Heavy snow, wind, power outages lead to dangerous Thanksgiving travel conditions

Travel will be bad in the Midwest and the Plains and "very difficult to nearly impossible" in southwest Oregon and Northern California, forecasters said.

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By Alex Johnson and Elizabeth Chuck

Treacherous weather from coast-to-coast was complicating the commute for millions of Americans racing to their Thanksgiving gatherings on Wednesday.

Thanksgiving Eve is historically the busiest travel day of the year, and AAA said more than 55 million people were expected to pack roads, planes, trains and buses on Wednesday — the most since 2005.

In total, 19 million people on Wednesday were under winter alerts from California to Michigan, 88 million people were under wind alerts from the Midwest to the Northeast, and 16 million people were under flash flood watches across the Southwest.

In the West, a storm system called a bomb cyclone smashed into mountain areas of Oregon and Northern California overnight, with heavy snow and wind gusts as high as 100 mph accompanied by severe rain in lower-lying areas. The storm was causing blizzard conditions and closed hundreds of miles of interstate highway in the Northwest.

Meanwhile, on the East Coast, rain was forecast for New England on Wednesday and heavy wind gusts — potentially strong enough to ground balloons in the iconic Macy's Thanksgiving Day Parade — were expected in the New York area on Thursday.

Conditions were not looking much better in the middle part of the country: Heavy snow blanketed Colorado and most of the Plains, with some lingering snow forecast for Minnesota, Wisconsin and northern Michigan.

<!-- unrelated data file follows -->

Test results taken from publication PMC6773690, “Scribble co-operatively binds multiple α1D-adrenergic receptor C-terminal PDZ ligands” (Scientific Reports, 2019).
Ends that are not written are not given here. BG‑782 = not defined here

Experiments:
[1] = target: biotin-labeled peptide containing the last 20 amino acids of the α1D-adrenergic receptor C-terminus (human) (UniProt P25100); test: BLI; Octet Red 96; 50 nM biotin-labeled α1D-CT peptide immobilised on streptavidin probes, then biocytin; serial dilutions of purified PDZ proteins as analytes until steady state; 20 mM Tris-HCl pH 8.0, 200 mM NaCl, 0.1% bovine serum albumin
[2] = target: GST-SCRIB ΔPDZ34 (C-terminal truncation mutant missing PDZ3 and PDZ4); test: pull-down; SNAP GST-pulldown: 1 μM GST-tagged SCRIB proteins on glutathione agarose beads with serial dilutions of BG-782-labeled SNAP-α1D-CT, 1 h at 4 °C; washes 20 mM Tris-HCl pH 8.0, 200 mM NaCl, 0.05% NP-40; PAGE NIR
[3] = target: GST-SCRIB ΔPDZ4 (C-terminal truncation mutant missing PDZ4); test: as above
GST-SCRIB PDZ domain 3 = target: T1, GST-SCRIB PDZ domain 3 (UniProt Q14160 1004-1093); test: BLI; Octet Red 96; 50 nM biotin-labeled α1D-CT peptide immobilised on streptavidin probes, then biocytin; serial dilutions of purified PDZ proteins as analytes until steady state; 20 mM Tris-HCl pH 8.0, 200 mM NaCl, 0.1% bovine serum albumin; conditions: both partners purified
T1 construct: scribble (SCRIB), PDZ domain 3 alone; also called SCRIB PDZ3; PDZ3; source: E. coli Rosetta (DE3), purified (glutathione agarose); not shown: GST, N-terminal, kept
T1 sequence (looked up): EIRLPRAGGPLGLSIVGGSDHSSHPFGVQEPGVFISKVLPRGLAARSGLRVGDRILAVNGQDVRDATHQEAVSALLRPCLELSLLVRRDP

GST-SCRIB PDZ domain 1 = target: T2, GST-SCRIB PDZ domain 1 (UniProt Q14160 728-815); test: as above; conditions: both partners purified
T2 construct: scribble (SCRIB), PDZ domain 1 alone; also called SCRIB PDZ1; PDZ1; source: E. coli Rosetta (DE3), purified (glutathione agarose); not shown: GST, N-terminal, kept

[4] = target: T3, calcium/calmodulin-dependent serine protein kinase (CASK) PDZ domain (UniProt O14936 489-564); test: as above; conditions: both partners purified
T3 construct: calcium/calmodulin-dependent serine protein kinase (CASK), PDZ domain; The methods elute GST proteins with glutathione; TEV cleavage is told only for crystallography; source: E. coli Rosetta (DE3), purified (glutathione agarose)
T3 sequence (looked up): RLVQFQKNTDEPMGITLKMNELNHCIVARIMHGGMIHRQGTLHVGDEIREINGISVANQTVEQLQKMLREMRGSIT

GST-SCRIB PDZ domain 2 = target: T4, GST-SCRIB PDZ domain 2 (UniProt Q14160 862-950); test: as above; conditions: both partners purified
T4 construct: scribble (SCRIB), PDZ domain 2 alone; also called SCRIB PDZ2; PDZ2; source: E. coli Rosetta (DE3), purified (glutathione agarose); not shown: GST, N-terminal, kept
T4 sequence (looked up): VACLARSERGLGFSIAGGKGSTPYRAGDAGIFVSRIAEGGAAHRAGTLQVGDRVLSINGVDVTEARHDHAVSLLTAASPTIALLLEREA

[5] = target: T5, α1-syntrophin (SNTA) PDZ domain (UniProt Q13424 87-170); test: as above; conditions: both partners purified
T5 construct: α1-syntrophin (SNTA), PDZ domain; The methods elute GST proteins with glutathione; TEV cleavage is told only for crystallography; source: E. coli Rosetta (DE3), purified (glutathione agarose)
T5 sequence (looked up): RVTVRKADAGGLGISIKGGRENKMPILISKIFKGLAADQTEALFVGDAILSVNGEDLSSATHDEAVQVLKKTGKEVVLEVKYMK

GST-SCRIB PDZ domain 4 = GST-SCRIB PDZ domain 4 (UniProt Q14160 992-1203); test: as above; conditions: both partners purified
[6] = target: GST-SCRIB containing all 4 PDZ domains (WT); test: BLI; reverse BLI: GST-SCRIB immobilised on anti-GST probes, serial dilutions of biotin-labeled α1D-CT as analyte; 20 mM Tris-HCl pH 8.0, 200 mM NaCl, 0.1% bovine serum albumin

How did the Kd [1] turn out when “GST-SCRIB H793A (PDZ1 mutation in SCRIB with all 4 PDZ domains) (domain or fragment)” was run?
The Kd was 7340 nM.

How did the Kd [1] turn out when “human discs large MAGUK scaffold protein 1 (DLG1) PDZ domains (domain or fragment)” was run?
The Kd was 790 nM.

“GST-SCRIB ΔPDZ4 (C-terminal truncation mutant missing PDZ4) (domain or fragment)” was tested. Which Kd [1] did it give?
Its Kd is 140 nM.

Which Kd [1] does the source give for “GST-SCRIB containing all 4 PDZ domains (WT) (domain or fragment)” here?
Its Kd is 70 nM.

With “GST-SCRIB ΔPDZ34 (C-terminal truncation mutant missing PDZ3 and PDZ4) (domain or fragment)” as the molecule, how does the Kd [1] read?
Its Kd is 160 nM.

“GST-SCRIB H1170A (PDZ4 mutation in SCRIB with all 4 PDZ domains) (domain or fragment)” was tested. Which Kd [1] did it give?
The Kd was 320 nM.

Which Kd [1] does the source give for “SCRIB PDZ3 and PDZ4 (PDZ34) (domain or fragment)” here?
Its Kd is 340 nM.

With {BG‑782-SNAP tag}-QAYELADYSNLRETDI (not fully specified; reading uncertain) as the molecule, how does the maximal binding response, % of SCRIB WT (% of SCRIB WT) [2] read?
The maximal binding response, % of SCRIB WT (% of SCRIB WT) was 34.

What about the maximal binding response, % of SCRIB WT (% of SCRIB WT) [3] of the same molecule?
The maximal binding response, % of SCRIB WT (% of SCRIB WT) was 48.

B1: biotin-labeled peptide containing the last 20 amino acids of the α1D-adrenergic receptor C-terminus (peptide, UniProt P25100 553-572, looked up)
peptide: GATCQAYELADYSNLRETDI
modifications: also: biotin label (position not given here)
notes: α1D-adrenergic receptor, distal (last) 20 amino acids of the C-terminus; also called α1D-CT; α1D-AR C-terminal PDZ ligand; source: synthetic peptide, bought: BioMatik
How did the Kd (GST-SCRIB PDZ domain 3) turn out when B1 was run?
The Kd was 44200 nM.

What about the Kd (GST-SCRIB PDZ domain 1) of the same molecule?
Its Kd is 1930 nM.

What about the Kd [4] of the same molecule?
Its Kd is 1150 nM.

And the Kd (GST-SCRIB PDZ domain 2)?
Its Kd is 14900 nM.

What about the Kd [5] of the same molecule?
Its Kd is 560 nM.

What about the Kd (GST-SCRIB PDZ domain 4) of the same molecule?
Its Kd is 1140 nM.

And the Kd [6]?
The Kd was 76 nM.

The effects of the weather were far-reaching: In Minneapolis, which had received 9.2 inches of snow by noon, the city declared a snow emergency on Wednesday. The November snowstorm is Minneapolis's biggest since 2010.

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In the Detroit area, more than 33,000 customers had no electricity due to power outages. And school districts from South Dakota to Wisconsin canceled classes on Wednesday, the Associated Press reported.

The storm system started by blasting Colorado, covering many parts of the state in 20 inches or more of snow Tuesday, with some areas getting more than 30 inches. The 22.2 inches that blanketed Boulder, 25 miles northwest of Denver, was a record for Nov. 26 and the third-snowiest day ever.

Denver recorded 11 inches of snow. Almost 500 arrivals and departures, about a quarter of all scheduled traffic, were canceled at Denver International Airport, where about 9½ inches of snow was recorded.

Lauren Mulhern of Minneapolis holds her 1-year-old son, Liam, after they arrived at Denver International Airport on Tuesday. Mulhern's flight was rescheduled because of a winter storm in Colorado.Joe Mahoney / Getty Images

"It's a little gnarly," said Ryan Glitch of Fort Collins, who spent the day driving around the Denver area in his 1993 Ram Charger offering assistance to anyone who asked.